This is not an easy subject to talk about, and it shouldn’t be. Many might think, “Who am I to say?” And I say somebody has to say something or we get nowhere. The lifetime consequence divorce has on children is impacting every aspect of our communities. Scientists have studied this problem, and we are certain of the outcomes. Not until we start getting real about the subject, start talking about the larger impact divorce has on society, will we be able to move children and adult children of divorce to a better place or create a place that they never have to go to.
Betsy Kneepkens is director of the Office of Marriage, Family, and Life for the Diocese of Duluth and a mother of six.
Posted on 10/8/2019 10:54 AM (Diocese of Duluth | Daily News)
You may have heard it said that in the history of the human race, religion has been the cause of war more than anything else. Honestly, I do not believe that. As an amateur student of world history, I think land has been the biggest reason for war between peoples.
Whatever the biggest reason has been, I think we all can agree that religion has been a major cause of conflict, both on an international level and a very personal level. I would guess that every person reading this column has at one point or another been in conflict with another over religion. It happens, and it happens a lot.
From the Christian perspective, we know that conflict over religion was inevitable, because Jesus said it would be so! “Do not suppose that my mission on earth is to spread peace. My mission is to spread, not peace, but division. I have come to set a man at odds with his father, a daughter with her mother, a daughter-in-law with her mother-in-law. In short, to make a man’s enemies those of his own household” (Matthew 10:34-36). Pretty amazing words from the Prince of Peace!
So how do we make sense of this seemingly out of character quote from Jesus?
First I would like to say this: Religious arguments can be a good thing. In fact, I think we need more religious arguments, because religion has become such a private affair, when it should be anything but private. Everyone who knows us should clearly know that we are Catholic. It should be obvious, and if it is not, then we have some work to do.
So how is it that arguments over religion can be a good thing? Let’s look at the basic definition of an argument. According to the American Heritage Dictionary, an argument is “a discussion of different points of view; debate.”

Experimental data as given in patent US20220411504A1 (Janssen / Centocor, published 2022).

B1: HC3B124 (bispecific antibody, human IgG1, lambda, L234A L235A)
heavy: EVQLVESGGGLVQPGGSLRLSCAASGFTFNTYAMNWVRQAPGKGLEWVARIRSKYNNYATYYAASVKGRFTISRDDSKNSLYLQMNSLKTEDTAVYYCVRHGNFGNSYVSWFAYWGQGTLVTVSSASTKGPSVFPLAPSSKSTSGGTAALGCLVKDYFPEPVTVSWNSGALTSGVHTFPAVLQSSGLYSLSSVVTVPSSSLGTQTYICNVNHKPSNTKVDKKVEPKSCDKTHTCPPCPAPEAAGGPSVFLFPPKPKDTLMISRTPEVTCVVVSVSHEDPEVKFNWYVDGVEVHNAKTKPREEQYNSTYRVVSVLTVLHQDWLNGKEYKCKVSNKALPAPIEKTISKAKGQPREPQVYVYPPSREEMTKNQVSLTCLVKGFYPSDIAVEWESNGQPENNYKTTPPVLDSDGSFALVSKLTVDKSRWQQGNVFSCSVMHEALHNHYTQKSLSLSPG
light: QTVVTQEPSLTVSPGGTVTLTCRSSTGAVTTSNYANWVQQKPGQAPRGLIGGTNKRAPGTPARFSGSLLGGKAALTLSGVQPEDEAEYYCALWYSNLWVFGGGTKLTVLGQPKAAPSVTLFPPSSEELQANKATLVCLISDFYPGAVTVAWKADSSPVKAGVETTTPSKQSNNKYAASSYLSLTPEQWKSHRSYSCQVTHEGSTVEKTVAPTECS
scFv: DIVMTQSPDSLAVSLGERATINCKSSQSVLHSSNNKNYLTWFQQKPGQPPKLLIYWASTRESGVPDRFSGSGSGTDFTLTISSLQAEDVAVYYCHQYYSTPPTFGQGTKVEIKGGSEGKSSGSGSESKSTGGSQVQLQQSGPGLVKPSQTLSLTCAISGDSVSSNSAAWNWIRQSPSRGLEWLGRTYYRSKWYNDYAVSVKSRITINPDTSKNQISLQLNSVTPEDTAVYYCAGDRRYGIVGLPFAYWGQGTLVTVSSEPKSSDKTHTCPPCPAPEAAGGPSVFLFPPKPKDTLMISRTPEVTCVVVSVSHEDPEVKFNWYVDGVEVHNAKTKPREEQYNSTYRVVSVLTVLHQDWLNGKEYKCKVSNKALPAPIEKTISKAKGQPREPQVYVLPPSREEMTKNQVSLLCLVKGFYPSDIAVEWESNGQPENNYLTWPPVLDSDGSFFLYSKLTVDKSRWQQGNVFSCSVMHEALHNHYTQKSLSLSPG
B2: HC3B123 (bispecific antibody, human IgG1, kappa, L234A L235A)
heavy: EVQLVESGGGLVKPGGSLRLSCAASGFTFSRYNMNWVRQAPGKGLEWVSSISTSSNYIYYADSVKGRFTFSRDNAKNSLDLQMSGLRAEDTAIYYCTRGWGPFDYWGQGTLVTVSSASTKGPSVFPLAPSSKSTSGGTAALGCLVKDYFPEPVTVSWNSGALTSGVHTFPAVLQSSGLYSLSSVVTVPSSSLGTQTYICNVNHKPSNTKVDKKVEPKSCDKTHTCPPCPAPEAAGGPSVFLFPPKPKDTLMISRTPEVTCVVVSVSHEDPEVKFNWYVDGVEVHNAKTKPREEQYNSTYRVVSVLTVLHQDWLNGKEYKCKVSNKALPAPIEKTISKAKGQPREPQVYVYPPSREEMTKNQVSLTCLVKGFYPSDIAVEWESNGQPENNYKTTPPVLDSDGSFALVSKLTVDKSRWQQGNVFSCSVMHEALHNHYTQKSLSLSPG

If our faith and religion are among the things we hold most sacred, then we should want to argue about them with people who have a different viewpoint. But what is most central, and what is most important to be aware of, is why would we argue religion?
The very worst reason to argue about religion is to win an argument. If that is your intent when engaging in an argument, then shut your mouth and walk away. The last thing an argument over religion should be is a contest to victory. So if that is what you do, stop. An argument over religion should be a free-flowing sharing of ideas in which we try to offer a logical counterpoint so as to win someone over to Christ.
When Jesus said those words that I quoted above, conflict was not his purpose, but he knew it would happen as a result of his coming. He is the Prince of Peace, and he wants all to accept him, but he also knows that many will reject him, and that will cause conflict. Think of all the conflicts you have had in your life due to your believing in Jesus and the church he founded.
So arguing about religion is a good thing, as long as we do it in charity and with the sole purpose bringing people into relationship with Christ and his church. We should argue religion because we love the person we are arguing with! And if we love that person, that means we will necessarily argue with charity.
One of my closest friends has become Pastor Peter Kowitz of United Lutheran Church in Proctor. Our whole relationship as friends is based on healthy debate and even argumentation. He has been my sparring partner in the Theology Uncapped series held in Duluth every three months for the past couple of years. I bludgeon him in our discussions, but we do it in faith and charity, and the funny thing is that he thinks he bludgeons me! But we have become great friends because of debate and argumentation.
So ask yourself, when you are tempted to get into a religious argument: Will the argument help or hurt your relationship? It is important to know the answer to that question.
The fact is we need more arguments about religion, and if we never had them, where would we be? It is how Christianity spread in the first place! “Paul entered the synagogue, and for three months debated boldly with persuasive arguments about the Kingdom of God” (Acts 19:8).
Father Richard Kunst is pastor of St. James and St. Elizabeth in Duluth. Reach him at [email protected]
Posted on 10/7/2019 11:51 AM (Diocese of Duluth | Daily News)
The month of October is dedicated to the rosary. The month of October is also the month we dedicate to protecting the unborn. The two are related, as the rosary is one of the primary weapons against the evil of abortion.
|Father Nick Nelson
Handing on the Faith
In just the last year there has been an exponential intensification in the battle between the culture of life and the culture of death. The battle lines between life and death have now been drawn in such a way that there is no masking the difference between the sides.